The EU, if it survives in 15 years will look dramatically different. Now, I would hazard a guess, that in 305 years in 2317 that many people will be saying that the EU/eurozone or whatever its called in 2317 is the one of the most successful political & economic unions ever.
Thats not to say, the EU is perfect, of course it isn’t but neither is the UK. I believe in a more federal UK & EU, with power concentrated as locally as possible.
I believe the UK can learn from the EU and the EU can learn from the UK.
One of my regional MSPs, Joan McAlpine was ordered to apologise to Parliament today after showing discourtesy to parliament.
The parliamentary aide to the First Minister missed her opportunity to question ministers on cases due to osteoarthritis and its impact on the NHS because of a dinner date with Big Eck.
I understand that McAlpine had smoked venison and I really hope it was worth letting down her constituents for.
As a Doctor’s daughter, her question was an important one in holding ministers to account.
Whilst she has since apologised to parliament for allowing time to run away from her whilst lunching with the First Minister, my fellow South of Scotland constituents and I sent her to the Scottish Parliament to represent us and to question ministers on our behalf. Therefore by not turning up to parliament she is not only showing discourtesy to the Scottish Parliament, she is failing to represent her constituents and hold this government to account.
Instead of questioning & challenging ministers of this government in the interests of her constituents she is having lunch with the First Minister to further her career and her own interests.
This is of course not the first time she has not shown up to parliament to question ministers but the FIFTH time she has not shown up.
Whilst she may have apologised to parliament for disrespecting the chamber and her fellow MSPs, I think she should apologise to her constituents for not doing the job she was elected to do.
Today was the first meeting of South Ayrshire council where “the ten Conservative Councillors – the largest political group within the Council – formed a minority administration working in a Partnership Agreement with the nine Labour Councillors.” i.e. a coalition by another name.
Labour after giving the LibDems hell for working in partnership with the only party they could falling the 2010 general election, choose to go into coalition with the Conservatives in South Ayrshire when they could have provided a stable administration with the SNP.
For going into coalition with the Conservative, the Labour group gained the Provost, the deputy leader of the council as well as the portfolios for Social Services and Housing & Customer Services as well as the opportunity to chair a number of the panels within the council.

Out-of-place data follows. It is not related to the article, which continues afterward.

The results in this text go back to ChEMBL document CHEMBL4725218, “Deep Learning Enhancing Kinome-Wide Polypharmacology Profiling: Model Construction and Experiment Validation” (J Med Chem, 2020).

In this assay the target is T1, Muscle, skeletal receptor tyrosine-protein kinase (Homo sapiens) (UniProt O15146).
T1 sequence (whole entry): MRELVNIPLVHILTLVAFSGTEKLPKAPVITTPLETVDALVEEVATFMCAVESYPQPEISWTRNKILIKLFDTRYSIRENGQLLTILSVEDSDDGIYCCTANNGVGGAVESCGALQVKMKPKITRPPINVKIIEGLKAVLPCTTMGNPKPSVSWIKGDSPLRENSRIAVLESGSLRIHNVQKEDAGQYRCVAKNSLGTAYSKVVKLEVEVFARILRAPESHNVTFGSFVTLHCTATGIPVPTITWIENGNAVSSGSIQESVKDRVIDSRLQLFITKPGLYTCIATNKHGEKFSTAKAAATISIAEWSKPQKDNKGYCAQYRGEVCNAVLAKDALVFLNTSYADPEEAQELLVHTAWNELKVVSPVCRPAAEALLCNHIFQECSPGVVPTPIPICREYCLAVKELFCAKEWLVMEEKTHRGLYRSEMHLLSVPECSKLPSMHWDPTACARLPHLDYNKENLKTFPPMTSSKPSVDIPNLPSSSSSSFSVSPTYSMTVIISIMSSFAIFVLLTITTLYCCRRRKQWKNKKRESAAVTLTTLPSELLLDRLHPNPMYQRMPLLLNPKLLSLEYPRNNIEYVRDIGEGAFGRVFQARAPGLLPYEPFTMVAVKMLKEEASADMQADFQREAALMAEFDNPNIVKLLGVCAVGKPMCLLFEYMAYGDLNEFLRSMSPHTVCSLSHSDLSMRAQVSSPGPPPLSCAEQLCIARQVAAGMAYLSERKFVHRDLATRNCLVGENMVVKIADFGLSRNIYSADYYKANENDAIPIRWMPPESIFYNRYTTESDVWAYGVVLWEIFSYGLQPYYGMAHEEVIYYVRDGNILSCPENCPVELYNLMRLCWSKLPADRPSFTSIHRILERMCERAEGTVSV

Full details of who got what below:
Provost Helen Moonie (Lab)
Depute Provost Mary Kilpatrick (Con)
- (Chair) Councillor Bill McIntosh (Con), Portfolio Holder for Corporate, Strategic & Community Planning
- (Vice-Chair) Councillor John McDowall (Lab), Portfolio Holder for Sustainability & the Environment
- Councillor Margaret Toner (Con), Portfolio Holder for Lifelong Learning
- Councillor Bill Grant (Con), Portfolio Holder for Economic Development, Leisure & Tourism
- Councillor Robin Reid (Con), Portfolio Holder for Resource & Performance
- Councillor Rita Miller (Lab), Portfolio Holder for Social Services
- Councillor Philip Saxton (Lab), Portfolio Holder for Housing and Customer First
Scrutiny/Governance Management Panel
- (Chair) Councillor Brian McGinley (Lab)
- (Vice-Chair) Councillor Hugh Hunter (Con)
Development and Environment Standing Scrutiny Panel
- (Chair) Councillor Kirsty Darwent (Lab)
- (Vice-Chair) Councillor Ann Galbraith (Con)
Corporate and Community Planning Standing Scrutiny Panel
- (Chair) Councillor Brian Connolly (Ind)
- (Vice-Chair) Councillor Alec Clark (Ind)
Community Services Standing Scrutiny Panel
- (Chair) Councillor John Hampton (Con)
- (Vice-Chair) Councillor Andy Campbell (Lab)
- (Chair) Councillor Ian Cavana (Lab)
- (Vice-Chair) Councillor John Hampton (Con)
Chief Officers’ Appointments/Appraisals Panel
- (Chair) Councillor Bill McIntosh (Con)
- (Vice-Chair) Councillor John McDowall (Lab)
- (Chair) Councillor Peter Convery (Con)
- (Vice-Chair) Councillor Sandra Goldie (Lab)
Local Review Body
- (Chair) Councillor Peter Convery (Con)
- (Vice-Chair) Councillor Sandra Goldie (Lab)
- (Chair) Councillor Alec Clark (Ind)
- (Vice-Chair) Councillor Hywel Davies (Con)
General Purposes Panel
- (Chair) Councillor Mary Kilpatrick (Con)
- (Vice-Chair) Councillor Ian Cavana (Lab)